Advent II

Advent II
2016 – Cycle A
Isaiah 11:1-10; Psalm 72; Romans 15:4-9; Matthew 3:1-12

Have you read any poetry this past week?

Some of you hear a poem every day if you listen to NPR’s The Writer’s Almanac.  Garrison Keillor, in his soft, buttery voice reads pieces entitled, Ray at 14, or Wet Autumn or What is Supposed to Happen.

Do you listen to the songs of Bob Dylan or those of the recently deceased Canadian singer Leonard Cohen? If so, you hear poetry.


Have you been immersed in the choreography of Martha Graham, George Balanchine or Savon Glover?  If so, you have seen poetry in motion.  Have you been lulled by a Chopin nocturne?  If so, you have heard musical poetry.

Do you worship God at the Eucharist each Sunday?  If so, you hear poetry.  Do you release that the psalms are poems?  Poems that express the profound array and complexity of human experience and emotions.  Have you ever taken time in preparation before Mass to read the text of the hymns we will sing, particularly the older hymns?  We sing poetry.  Consider a text we will sing today:

Now the heavens start to whisper
As the veil is growing thin.
Earth from slumber wakes to listen
To the stirring, faint within.

Earth waking with a big stretch and yawn to listen to the heavens.  What is heaven saying to us, to you?  Poetry purposely bends language in contradictory ways and weaves tapestries of words to crack open new meanings.  Meanings that can only be comprehended by the heart.  In the current movie, Dr. Strange, the brilliant but arrogant surgeon, Dr. Stephen Strange, after a car accident irrevocably damages his hands seeks out a sorcerer, the Ancient One (interestingly, a Hebrew title for God).  Dr. Strange’s journey in search of healing for his hands leads him to new life paths – like poetry.  He must learn to put aside his ego; to forget everything he thinks he knows and listen so as to be led from within his heart.

The Advent Prophet Isaiah offers us poetic dreams of our God where the wolf is a guest of the lamb, the calf and young lion browse together, the cow and the bear are neighbors, and children play with cobras.  Can you bring harmony to those images?  I can’t.  Wolves eat lambs, lions ravish calves, bears and cows are not neighbors and cobra’s attack and poison people.  The encounter and hope that Isaiah offers is found not in figuring these images out like solving a puzzle.  The puzzle solved we put it aside and move on.  Paradox and poetry are not solved and then discarded they invite us into the space in-between where the light is.  Consider the refrain of Cohen’s song Anthem,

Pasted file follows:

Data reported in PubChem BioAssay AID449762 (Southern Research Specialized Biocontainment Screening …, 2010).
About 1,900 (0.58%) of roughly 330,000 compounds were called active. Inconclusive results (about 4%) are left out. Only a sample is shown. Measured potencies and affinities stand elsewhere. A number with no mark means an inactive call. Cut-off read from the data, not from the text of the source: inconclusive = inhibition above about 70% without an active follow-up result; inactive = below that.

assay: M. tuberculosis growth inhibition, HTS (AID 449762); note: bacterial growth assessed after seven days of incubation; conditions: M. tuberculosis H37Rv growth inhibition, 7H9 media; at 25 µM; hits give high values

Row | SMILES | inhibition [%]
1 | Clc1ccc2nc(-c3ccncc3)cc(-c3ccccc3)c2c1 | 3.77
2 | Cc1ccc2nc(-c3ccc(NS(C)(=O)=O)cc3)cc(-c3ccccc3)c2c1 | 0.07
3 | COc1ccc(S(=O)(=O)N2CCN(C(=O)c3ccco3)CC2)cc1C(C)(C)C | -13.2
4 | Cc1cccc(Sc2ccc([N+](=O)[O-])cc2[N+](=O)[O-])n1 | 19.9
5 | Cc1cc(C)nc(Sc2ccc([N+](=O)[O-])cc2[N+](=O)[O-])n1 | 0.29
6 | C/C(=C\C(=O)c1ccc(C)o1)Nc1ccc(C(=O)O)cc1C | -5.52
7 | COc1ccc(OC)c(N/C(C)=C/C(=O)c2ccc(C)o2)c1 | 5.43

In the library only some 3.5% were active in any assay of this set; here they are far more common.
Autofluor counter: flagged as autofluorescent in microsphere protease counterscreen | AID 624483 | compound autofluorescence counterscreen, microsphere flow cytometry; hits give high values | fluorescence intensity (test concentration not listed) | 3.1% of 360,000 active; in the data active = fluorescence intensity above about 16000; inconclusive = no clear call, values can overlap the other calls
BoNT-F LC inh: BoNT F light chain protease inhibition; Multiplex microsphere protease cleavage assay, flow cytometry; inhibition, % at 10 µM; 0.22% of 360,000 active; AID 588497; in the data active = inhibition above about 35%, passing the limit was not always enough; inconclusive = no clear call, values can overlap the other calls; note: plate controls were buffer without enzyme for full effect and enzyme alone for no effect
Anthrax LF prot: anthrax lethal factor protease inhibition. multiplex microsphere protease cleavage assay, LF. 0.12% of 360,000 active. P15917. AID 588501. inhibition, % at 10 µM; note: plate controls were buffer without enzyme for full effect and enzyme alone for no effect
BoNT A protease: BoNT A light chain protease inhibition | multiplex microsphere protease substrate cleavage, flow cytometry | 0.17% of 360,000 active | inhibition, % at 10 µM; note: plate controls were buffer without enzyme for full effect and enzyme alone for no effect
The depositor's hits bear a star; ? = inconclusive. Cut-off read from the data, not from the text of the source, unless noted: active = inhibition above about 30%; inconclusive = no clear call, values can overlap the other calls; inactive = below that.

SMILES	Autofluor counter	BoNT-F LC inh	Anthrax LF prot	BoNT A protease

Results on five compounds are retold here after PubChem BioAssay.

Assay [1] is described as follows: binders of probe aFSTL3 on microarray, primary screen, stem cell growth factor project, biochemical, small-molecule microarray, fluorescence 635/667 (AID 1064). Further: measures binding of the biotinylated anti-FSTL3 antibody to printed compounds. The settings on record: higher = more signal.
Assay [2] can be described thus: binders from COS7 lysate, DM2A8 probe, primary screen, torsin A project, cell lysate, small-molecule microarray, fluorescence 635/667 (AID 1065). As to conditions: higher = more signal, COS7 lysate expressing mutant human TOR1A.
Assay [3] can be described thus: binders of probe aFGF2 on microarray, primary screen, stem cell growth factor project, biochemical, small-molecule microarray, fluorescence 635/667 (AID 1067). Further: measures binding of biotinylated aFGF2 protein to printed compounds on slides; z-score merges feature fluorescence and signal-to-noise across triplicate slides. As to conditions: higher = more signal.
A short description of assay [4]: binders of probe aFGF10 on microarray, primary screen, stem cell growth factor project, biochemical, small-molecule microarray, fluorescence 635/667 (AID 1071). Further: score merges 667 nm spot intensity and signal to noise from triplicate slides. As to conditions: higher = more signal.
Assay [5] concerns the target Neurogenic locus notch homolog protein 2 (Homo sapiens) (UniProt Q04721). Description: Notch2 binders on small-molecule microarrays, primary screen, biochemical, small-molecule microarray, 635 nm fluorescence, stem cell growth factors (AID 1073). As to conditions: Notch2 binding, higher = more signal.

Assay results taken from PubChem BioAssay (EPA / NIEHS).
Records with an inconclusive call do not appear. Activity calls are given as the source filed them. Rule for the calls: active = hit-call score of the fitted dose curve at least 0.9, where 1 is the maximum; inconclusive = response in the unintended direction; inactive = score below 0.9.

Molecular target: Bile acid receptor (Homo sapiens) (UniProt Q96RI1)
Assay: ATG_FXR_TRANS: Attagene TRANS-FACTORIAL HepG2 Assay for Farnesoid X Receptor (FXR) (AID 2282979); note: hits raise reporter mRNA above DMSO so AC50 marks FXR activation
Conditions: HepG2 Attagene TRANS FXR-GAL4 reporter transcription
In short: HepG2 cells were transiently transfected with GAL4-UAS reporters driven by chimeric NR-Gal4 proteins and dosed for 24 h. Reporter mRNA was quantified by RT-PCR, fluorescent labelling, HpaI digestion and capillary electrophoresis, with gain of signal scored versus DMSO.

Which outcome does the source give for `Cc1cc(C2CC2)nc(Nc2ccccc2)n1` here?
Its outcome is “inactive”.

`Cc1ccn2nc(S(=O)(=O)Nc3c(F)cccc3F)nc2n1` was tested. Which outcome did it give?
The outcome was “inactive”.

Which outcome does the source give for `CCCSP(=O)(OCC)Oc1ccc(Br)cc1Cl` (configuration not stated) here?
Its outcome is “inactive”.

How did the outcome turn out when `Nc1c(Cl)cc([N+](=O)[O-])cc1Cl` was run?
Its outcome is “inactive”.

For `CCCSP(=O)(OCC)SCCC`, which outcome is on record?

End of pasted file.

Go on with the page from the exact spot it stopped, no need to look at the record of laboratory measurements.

Ring the bells that still can ring
Forget your perfect offering
There is a crack in everything

That’s how the light gets in.

Our culture seemingly cannot abide much poetry.  For centuries now, we in West have voraciously nourished the ego and the mind.  Rational science is understood to be in opposition to irrational faith.  Observable proof trumps hope in the invisible.  Our national doctrine of Manifest Destiny has led us, as American historian, Daniel Walker Howe has written, to “giving little thought to preserving the natural environment for future use…” Because it is all about us and only us and the present.  In disregarding the spirit the ego has triumphed to our own detriment.

Poetry offers us a path out of our present situation but not an easy path.  Poetry offers us paradox and contradictions as the norm.  Poetry fractures our world like a cubist painting or the shattered shards of a mirror to see into different angles at the same time and there discover meanings hidden deep within us.  I said this is not an easy path because poetry needs time to soak into us like a gentle spring rain and we are too busy.  Ego thrives on instant gratification.  Spirit flourishes in the unhurried movement of unseen time.

But Advent is persistent in encircling us again.  Advent is particularly the season of poetry and plaintive chant melodies because it is trying to break through all the noise, the busy-ness, the lights and our ego, gently seducing us to forget everything we think we know.contemplation 3

Now the heavens start to whisper
As the veil is growing thin.
Earth from slumber wakes to listen
To the stirring, faint within.

[Hymn text: Mary Louise Bringle]

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1 Response to Advent II

  1. msperti says:

    And so poetically stated. Is it any wonder that children embrace poetry so enthusiastically? When I feel like I am losing order with a group of children, I will usually break stride and teach them a poem…it catches their attention and recenters them every time. Poetry had power to tickle, comfort a d wrench the soul. I will be sharing this one. Mel


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